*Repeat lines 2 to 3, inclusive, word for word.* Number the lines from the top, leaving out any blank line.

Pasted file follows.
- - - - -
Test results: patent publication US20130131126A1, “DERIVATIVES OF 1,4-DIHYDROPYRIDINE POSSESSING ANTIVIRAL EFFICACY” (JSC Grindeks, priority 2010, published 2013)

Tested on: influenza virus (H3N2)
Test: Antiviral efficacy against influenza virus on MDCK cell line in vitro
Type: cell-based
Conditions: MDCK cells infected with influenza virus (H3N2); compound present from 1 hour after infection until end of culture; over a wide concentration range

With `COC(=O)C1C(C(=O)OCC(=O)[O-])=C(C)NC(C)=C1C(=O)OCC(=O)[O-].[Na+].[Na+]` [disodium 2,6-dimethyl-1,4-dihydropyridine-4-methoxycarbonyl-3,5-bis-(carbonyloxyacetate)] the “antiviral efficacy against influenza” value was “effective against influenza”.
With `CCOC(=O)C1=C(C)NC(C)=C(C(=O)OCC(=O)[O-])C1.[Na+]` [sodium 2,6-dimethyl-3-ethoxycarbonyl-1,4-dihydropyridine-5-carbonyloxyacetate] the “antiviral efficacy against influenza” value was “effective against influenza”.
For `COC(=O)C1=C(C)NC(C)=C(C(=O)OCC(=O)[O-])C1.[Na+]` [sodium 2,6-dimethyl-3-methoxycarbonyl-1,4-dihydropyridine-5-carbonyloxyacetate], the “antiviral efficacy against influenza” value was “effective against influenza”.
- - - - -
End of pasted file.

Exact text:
Tested on: influenza virus (H3N2)
Test: Antiviral efficacy against influenza virus on MDCK cell line in vitro